Inflammation and Diet
SEPT 2, 2022
Hello everybody. This is Dr. Aaron Seaton doing another video. Today's video is Inflammation and the Diet. You might ask yourself, "Well, what does that have to do with chiropractic care?" Well, I see patients, a lot of the times they come in with neck pain, headaches, low-back pain, whatever, and we start adjusting them, and they're not quite progressing the way we would like to see them progress. We'd like to see them getting better faster. And in those cases, we start to discuss what they're putting into their body because our diet can directly impact the level of inflammation we feel. So these are things that I talk to those patients about avoiding. Do your best to eliminate this stuff from your diet because this will cause ongoing inflammation. And that can show up in the joints, that can show up everywhere. And you can have unexplained pain, which could be a potential cause of some of that or at least contribute to that. So if we can remove some of this stuff from your diet and start improving your diet, that can help with your chiropractic progress.
First one PUFAs, right? Polyunsaturated fatty acids. These have skyrocketed in our diet in the last 100 years, and these are the typical vegetable oils that were not present in our diet prior. Things as corn oil, cotton seed oil, peanut oil, all these types, and hydrogenated oils or trans-fats. All of this stuff is in processed foods. It's kind of hidden in these things, and many people now are consuming these at levels way beyond what we're used to. So this is very important to really look at getting this out of your diet. The second one is a lot of sugar in grains. We know sugar causes inflammation. We know it thickens the blood. We know there's little to no nutrient benefit of consuming sugar whatsoever. So having just... The good news is these top two are usually found in a lot of processed and packaged foods, things that, if you stick with the natural stuff, you can avoid a lot of this if you do that. So keep an eye out for these because these two are right here, a significant influence on inflammation in your body. So if you can start, nobody's perfect, but if you can start really getting 80% of these plus out of your diet, all of us would feel a lot better if we were doing that. And so rather than just have a video that's all negative, don't eat this, don't eat that, what can we eat?
This is just a basic list to start introducing you to these concepts. Pasture-raised meats and eggs, like grass-fed beef, grass-fed lamb, and pasture-raised eggs. Hopefully, these are from chickens out roaming around, not just eating chicken feed because a lot of chicken feed is mainly corn and soy, which has a lot of this in it. So if we can get our eggs from somebody, hopefully, you know somebody local that has pasture-raised hens that are roaming around and grazing and eating stuff, finding bugs, eating a lot of different things on top of having some baseline feed, those eggs are going to be far healthier. And they actually did a study on eggs where they had just the regular caged hens, and they had pastured hens that were roaming around, allowed to eat and find things in their diet freely.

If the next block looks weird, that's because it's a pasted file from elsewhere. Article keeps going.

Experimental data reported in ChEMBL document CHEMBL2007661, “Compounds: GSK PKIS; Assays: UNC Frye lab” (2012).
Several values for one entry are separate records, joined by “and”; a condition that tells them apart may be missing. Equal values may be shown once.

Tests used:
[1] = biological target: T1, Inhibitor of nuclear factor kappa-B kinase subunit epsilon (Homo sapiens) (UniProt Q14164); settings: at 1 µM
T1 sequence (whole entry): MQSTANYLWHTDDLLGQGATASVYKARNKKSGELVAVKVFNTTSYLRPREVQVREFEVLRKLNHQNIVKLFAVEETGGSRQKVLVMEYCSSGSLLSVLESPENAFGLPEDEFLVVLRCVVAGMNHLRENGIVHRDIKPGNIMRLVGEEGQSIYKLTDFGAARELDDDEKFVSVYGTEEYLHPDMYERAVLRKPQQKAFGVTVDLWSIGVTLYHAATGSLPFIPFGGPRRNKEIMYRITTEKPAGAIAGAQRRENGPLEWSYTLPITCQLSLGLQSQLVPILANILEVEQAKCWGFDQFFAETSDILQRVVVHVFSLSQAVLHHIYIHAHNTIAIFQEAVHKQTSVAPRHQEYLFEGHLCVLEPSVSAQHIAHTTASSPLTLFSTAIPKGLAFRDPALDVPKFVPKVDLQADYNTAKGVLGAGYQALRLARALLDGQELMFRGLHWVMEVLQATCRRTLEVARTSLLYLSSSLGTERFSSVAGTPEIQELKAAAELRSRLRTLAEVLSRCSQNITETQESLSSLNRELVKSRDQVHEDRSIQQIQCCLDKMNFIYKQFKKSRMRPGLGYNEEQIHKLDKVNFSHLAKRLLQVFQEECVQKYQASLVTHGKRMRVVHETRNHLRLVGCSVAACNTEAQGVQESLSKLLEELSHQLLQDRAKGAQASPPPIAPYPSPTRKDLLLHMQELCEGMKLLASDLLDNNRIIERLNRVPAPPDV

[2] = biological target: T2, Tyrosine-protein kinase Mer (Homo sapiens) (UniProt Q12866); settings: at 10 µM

These eggs had 17 times more of this. So the caged hens had 17 times more PUFAs in the egg from just being on a diet of corn and soy chicken feed. So once you pull them out and you put them on a pasture, and you let those chickens eat, you're actually eating very close eggs and, in most cases, are very, very close to having an omega-6, omega-3 ratio of 1:1, which is ideal, like having a balance of your fatty acids. When you put them on this caged diet, and they're only given chicken feed, these skyrockets, the linoleic acids, these omega-6s start going way up in the actual egg yolk, so not something you want to be regularly consuming. So pasture-raised is the way to go with your beef, with your lamb, with your eggs. Homemade bone broths can be very, very healthy for us. Lots of minerals can be in there, especially if you're using marrow bones from pasture-raised animals can be very healthy.
Wild seafood is phenomenal for us, so wild salmon. Wild fish is very healthy, especially wild salmon, which is loaded with omega-3 fatty acids, which... Omega-3s have an anti-inflammatory effect. These are pro-inflammation. They cause inflammation. Omega-3 fatty acids have an anti-inflammatory effect on us. They're very good for our brain and cardiovascular health, so things like wild salmon can be very healthy, loaded with vitamin D. And also fruits and veggies. We tend to have more minerals in our carbs from sources like whole fruits, and more anti-oxidants are present when we're eating that. I'm not saying to eat zero carbohydrates, but try to get your sources of carbs from better sources than just straight sugar or straight grain products all the time. This would be much healthier if we could work from this menu here and try to minimize this. And like I said, nobody's perfect, nobody's 100%, but if we could really get 80 plus percent of this out of your diet and really start kind of swimming in these waters, so to speak, eating from this list more, you're going to be feeling a lot less inflammation and that will definitely impact your chiropractic care. I'm Dr. Aaron Seaton with The Chiropractic Place.
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